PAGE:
I love upsets. You love upsets. Together, we're an upset-loving family. With a great big h—whoops. Almost got lost in an entire Barney theme song parody based on the NCAA tournament. My apologies.
Beyond our depraved love of children's programing, though (I'm assuming only those who miss the simple days of Barney stuck around), those first two sentences ring true. The magical, beautiful, exciting, horrible, frustrating and mind-numbingly angering thing about March Madness is its upsets. The underdog spirit is a culturally ingrained phenomenon we see throughout all popular culture, and the first weekend of the NCAA tournament is easily the best true reality show in sports.
All Your Bracket Essentials
The angering thing is finding the right upsets when filling out your bracket. Because of the ridiculous amount of tournament content on the web—including no fewer than 10,000-plus words already from this guy—it's impossible to get a straight answer. On one hand, some talking head on a terrible, shouty sports program is telling you Oklahoma State is Final Four-bound. On the next segment, Talking Head 2.0 is saying Gonzaga is being undervalued as an No. 8 seed.
The reality here is that no one actually knows what they're talking about. Even the great Nate Silver says there's no team with better than 15 percent odds of winning it all this year. Again, that's where the greatness and fun and unpredictability comes in.
But when filling out your bracket, there are good and bad strategies. The randomness might tempt you to take a No. 16 or No. 15 seed to defeat their elite counterparts, but history says that's a losing battle. Florida Gulf Coast was a fluke for a reason. Likewise, there are a few popular underdogs getting pushed that don't have a significant enough chance to make them worth selecting.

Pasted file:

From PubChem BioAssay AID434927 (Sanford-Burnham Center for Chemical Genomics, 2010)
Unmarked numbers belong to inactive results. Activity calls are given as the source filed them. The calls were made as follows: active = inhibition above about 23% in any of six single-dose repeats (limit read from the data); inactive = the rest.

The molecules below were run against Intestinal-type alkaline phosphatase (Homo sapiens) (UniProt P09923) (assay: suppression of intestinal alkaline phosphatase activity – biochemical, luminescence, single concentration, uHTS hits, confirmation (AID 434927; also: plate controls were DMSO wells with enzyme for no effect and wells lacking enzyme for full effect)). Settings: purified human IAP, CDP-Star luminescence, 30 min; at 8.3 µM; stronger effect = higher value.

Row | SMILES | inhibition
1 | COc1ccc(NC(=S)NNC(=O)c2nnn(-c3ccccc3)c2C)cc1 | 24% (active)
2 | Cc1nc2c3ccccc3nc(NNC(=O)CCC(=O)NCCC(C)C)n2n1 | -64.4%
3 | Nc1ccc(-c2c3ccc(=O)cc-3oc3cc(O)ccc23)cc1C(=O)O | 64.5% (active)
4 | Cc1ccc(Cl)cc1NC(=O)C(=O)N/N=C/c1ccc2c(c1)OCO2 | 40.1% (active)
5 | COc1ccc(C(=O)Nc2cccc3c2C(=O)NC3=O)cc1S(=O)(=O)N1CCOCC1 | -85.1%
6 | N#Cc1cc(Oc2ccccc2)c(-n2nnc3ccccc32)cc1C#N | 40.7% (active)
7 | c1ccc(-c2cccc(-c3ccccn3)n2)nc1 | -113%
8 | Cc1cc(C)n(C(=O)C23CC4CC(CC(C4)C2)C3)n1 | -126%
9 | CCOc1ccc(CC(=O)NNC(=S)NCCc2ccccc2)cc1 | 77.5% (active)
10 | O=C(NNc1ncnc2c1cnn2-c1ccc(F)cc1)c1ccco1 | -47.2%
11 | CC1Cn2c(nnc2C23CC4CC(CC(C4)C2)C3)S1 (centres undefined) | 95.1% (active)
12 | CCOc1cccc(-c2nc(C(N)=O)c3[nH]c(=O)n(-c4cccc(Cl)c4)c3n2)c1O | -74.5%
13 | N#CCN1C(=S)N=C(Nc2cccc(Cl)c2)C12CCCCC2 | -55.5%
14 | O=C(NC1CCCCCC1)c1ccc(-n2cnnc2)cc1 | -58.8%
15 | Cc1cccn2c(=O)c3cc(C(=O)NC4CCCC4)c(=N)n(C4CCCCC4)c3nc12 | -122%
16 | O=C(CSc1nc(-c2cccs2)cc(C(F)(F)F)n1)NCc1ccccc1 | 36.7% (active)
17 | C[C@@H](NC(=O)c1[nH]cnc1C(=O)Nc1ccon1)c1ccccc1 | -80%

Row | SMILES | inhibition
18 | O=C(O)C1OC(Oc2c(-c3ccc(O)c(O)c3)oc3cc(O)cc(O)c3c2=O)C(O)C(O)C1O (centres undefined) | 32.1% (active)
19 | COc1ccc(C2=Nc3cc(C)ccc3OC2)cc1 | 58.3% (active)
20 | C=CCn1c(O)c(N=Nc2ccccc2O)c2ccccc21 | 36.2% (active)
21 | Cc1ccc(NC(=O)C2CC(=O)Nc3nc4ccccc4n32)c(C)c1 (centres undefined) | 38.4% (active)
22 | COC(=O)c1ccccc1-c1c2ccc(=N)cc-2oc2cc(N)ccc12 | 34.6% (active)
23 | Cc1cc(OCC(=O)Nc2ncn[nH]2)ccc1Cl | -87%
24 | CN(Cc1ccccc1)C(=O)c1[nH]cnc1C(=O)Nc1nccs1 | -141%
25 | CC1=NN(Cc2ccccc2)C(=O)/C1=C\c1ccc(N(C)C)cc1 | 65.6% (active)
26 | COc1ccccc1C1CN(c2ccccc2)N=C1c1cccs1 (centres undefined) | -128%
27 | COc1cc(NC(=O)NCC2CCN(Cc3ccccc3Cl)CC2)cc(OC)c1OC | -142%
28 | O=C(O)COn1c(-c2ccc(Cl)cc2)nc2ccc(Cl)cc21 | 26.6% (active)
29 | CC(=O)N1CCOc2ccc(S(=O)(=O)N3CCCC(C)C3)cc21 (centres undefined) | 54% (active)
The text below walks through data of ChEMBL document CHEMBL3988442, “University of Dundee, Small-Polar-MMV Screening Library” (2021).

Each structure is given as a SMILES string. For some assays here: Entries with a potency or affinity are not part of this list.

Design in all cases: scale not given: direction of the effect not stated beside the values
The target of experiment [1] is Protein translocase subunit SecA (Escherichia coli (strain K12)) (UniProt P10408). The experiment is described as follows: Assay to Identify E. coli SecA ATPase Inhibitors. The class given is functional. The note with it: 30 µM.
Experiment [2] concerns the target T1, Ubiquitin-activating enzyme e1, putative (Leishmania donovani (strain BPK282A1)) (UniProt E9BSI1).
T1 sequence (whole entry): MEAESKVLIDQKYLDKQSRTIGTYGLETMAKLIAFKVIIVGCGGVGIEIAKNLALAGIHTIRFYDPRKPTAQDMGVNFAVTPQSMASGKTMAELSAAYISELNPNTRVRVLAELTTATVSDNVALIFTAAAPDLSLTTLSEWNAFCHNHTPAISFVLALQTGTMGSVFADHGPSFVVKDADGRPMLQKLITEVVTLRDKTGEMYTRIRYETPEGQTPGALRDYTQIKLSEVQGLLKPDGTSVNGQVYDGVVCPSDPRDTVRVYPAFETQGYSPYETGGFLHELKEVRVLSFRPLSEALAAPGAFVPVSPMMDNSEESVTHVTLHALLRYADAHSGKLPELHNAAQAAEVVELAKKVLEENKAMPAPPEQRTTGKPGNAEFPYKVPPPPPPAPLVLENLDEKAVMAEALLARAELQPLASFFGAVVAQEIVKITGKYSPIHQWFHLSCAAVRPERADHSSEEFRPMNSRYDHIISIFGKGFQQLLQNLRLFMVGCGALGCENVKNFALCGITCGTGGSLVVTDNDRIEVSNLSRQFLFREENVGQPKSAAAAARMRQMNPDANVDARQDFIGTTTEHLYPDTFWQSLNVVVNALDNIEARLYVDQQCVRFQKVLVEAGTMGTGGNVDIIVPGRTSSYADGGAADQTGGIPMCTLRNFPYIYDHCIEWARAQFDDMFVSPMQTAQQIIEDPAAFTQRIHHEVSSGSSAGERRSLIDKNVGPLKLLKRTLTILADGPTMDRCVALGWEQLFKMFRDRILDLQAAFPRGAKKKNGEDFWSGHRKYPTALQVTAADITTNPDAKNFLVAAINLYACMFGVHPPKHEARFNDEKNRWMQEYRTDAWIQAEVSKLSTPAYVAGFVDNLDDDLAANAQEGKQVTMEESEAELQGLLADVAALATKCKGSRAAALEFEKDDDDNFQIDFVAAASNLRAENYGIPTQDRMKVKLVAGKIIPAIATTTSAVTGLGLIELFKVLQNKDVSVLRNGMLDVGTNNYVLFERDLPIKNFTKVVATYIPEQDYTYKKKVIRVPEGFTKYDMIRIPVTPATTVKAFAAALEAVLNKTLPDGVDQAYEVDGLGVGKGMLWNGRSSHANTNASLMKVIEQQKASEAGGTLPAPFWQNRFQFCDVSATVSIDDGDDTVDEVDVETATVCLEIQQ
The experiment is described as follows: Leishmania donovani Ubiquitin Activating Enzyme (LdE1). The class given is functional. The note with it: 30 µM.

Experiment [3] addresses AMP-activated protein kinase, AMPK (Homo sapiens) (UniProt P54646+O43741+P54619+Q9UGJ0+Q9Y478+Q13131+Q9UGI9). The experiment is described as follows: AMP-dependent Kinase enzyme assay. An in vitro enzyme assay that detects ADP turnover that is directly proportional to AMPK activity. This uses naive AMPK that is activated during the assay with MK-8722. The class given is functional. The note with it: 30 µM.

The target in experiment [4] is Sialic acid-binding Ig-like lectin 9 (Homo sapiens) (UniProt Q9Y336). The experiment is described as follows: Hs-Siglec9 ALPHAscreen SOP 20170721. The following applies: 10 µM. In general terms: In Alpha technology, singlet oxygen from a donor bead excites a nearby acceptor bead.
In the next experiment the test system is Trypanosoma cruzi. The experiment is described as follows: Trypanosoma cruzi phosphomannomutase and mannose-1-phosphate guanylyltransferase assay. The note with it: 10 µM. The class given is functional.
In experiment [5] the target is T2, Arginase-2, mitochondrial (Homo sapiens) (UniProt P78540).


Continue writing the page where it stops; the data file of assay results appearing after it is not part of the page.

Here's a look at a few of the most prominent.
No. 12 Stephen F. Austin (South Region)
The logic here is pretty understandable. Stephen F. Austin heads into the NCAA tournament winners of 28 straight games. The Lumberjacks play a unique, attacking style, pressing ball-handlers well beyond the three-point line and trying to cause turnovers. Only Louisville and VCU cause turnovers at a higher rate, and their elite offensive rebounding numbers make for a promising giant killer.
Hell, there have already been columns calling them "this year's Florida Gulf Coast." Even the players are ready to start pounding their chests, as the previously linked article from
"The teams, they had better be aware that we are coming," said senior Desmond Haymon. "We're coming. I don't want to sound cocky. I want to be confident. I don't think anyone can beat us when we play our basketball."
One noteworthy issue: VCU is very, very good at basketball. Shaka Smart and his group of under-appreciated, under-recruited players continue to play the "havoc" defense that has confounded opposing teams since the coach's arrival. The Commodores rank as the nation's second-most efficient defense, turn opposing teams over more often than anyone and play one of the 10 quickest tempos among tournament teams.